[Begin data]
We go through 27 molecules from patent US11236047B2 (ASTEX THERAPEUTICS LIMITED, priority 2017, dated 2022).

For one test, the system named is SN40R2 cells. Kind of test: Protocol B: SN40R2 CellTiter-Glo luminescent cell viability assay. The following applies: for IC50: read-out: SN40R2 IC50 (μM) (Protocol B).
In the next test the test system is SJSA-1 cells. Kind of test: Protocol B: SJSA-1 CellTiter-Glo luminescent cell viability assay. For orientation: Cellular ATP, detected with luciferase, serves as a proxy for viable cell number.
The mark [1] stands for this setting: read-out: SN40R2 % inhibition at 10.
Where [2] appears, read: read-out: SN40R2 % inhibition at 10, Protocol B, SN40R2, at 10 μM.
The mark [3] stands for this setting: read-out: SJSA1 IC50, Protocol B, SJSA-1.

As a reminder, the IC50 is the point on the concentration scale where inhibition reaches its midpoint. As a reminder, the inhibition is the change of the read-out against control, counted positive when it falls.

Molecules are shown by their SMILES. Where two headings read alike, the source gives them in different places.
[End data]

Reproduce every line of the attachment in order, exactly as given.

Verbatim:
We go through 27 molecules from patent US11236047B2 (ASTEX THERAPEUTICS LIMITED, priority 2017, dated 2022).

For one test, the system named is SN40R2 cells. Kind of test: Protocol B: SN40R2 CellTiter-Glo luminescent cell viability assay. The following applies: for IC50: read-out: SN40R2 IC50 (μM) (Protocol B).
In the next test the test system is SJSA-1 cells. Kind of test: Protocol B: SJSA-1 CellTiter-Glo luminescent cell viability assay. For orientation: Cellular ATP, detected with luciferase, serves as a proxy for viable cell number.
The mark [1] stands for this setting: read-out: SN40R2 % inhibition at 10.
Where [2] appears, read: read-out: SN40R2 % inhibition at 10, Protocol B, SN40R2, at 10 μM.
The mark [3] stands for this setting: read-out: SJSA1 IC50, Protocol B, SJSA-1.

As a reminder, the IC50 is the point on the concentration scale where inhibition reaches its midpoint. As a reminder, the inhibition is the change of the read-out against control, counted positive when it falls.

Molecules are shown by their SMILES. Where two headings read alike, the source gives them in different places.